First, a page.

12. Honestly, i don't think any -5s were delivered in anything other than Gloss Sea B ue. You might be confusing it with the F4U-1D. -d-
  13. No, its not just you. In some photos- but not all- the wheels look a little bit odd. I'm sure its being addressed. -d-
  14. You know, this might be a test case to see how well a 24th scale Navy subject is welcomed by the community. If memory serves, the last US subject Airfix did in 24th was the P-51D Mustang. -d-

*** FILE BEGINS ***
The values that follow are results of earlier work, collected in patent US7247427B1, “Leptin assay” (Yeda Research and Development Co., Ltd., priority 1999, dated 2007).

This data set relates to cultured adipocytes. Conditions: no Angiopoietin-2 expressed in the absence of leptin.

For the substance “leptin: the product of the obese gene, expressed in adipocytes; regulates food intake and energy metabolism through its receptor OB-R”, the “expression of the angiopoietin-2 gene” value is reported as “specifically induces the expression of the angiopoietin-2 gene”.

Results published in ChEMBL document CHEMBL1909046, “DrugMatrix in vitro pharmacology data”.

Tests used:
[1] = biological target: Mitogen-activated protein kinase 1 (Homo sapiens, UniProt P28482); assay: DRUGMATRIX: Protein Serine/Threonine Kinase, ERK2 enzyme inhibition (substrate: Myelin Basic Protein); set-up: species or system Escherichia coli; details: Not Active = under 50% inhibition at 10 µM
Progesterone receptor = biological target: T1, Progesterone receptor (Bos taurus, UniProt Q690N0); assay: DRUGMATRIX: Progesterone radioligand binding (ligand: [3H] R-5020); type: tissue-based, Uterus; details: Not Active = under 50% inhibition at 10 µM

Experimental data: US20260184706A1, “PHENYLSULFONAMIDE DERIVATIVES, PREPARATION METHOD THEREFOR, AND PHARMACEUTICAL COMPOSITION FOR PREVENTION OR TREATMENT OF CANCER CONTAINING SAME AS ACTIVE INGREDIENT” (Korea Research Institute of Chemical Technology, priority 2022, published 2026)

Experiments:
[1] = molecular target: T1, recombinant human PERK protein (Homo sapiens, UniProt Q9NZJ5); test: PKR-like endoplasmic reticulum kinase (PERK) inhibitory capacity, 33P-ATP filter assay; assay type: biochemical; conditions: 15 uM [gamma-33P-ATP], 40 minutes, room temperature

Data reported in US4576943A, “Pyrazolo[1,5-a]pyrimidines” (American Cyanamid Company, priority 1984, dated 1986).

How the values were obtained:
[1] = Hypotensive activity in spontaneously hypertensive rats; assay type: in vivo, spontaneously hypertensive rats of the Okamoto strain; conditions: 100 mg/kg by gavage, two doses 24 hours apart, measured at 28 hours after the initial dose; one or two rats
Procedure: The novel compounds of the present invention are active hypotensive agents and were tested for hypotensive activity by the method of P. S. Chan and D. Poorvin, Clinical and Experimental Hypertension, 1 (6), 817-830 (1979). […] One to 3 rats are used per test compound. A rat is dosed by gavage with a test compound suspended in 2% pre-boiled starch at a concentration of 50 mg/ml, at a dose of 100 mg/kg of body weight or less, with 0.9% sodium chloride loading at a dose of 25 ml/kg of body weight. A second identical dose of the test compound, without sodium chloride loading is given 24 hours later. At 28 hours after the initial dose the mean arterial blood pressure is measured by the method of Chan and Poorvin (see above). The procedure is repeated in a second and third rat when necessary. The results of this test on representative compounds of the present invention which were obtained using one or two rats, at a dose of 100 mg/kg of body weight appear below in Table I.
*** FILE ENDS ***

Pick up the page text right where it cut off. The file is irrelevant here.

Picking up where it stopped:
15. I'm a big fan of the F6F Hellcat, but i admit i never saw this coming. I thought a more logical choice would be a Corsair, but considering everything that's wrong with the 32nd scale Trumpeter and Hasegawa offerings.... i'm more than willing to make my first 24th scale build a Hellcat. I'd probably build a specialized display case for it. Maybe i'll fold one wing... maybe not. Plenty of interesting markings out there and in 24th scale painting the "G-Symbols".... and the insignia, for that matter... should be easy. Bring. It. On. -d-